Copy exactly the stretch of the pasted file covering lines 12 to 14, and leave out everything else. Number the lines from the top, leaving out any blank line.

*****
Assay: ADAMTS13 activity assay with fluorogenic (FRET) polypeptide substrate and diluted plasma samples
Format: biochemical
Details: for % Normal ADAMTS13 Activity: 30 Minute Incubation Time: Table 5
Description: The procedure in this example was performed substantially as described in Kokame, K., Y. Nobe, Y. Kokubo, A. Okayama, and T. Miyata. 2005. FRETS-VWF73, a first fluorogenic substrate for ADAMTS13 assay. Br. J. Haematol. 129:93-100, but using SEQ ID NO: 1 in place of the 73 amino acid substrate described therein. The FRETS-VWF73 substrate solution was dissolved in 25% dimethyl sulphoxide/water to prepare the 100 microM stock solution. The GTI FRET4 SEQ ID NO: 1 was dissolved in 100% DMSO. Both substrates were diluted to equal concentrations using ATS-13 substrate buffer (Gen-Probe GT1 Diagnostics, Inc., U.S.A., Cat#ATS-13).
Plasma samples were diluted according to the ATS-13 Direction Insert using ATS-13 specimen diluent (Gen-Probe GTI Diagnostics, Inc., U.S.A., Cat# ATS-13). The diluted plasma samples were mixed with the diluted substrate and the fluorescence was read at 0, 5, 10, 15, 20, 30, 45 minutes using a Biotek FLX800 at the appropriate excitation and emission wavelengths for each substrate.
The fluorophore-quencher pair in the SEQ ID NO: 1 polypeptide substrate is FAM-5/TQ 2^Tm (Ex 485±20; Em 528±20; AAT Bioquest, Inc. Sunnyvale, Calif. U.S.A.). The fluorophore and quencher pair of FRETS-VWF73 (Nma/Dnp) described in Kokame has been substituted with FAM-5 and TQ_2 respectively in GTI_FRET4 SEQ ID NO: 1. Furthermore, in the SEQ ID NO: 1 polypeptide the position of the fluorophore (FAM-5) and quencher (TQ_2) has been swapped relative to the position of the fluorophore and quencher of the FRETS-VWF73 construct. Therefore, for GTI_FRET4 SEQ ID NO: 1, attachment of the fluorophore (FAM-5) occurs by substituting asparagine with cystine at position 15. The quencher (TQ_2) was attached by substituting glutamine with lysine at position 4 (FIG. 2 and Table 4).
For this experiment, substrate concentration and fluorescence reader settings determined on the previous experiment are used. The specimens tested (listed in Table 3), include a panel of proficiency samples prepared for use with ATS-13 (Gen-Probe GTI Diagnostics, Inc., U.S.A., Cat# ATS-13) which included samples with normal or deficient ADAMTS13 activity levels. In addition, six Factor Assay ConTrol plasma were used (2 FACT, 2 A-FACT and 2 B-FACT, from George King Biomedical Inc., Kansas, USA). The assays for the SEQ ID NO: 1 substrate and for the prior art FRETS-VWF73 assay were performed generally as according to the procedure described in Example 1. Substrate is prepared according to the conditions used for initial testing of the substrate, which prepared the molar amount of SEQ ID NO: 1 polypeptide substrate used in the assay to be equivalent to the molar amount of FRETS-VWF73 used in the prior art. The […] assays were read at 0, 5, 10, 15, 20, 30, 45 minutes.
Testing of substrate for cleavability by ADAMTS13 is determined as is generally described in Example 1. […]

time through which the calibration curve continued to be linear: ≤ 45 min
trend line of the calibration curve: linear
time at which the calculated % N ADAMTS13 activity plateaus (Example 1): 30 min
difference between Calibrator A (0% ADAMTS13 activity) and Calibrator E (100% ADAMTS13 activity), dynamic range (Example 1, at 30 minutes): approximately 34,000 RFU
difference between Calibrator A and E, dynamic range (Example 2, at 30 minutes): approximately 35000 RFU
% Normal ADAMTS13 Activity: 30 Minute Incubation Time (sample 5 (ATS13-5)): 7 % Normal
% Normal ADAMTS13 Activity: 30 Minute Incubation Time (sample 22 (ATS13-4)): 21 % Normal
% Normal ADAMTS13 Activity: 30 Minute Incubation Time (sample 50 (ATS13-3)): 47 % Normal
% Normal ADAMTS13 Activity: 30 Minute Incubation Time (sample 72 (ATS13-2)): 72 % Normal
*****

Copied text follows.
difference between Calibrator A (0% ADAMTS13 activity) and Calibrator E (100% ADAMTS13 activity), dynamic range (Example 1, at 30 minutes): approximately 34,000 RFU
difference between Calibrator A and E, dynamic range (Example 2, at 30 minutes): approximately 35000 RFU
% Normal ADAMTS13 Activity: 30 Minute Incubation Time (sample 5 (ATS13-5)): 7 % Normal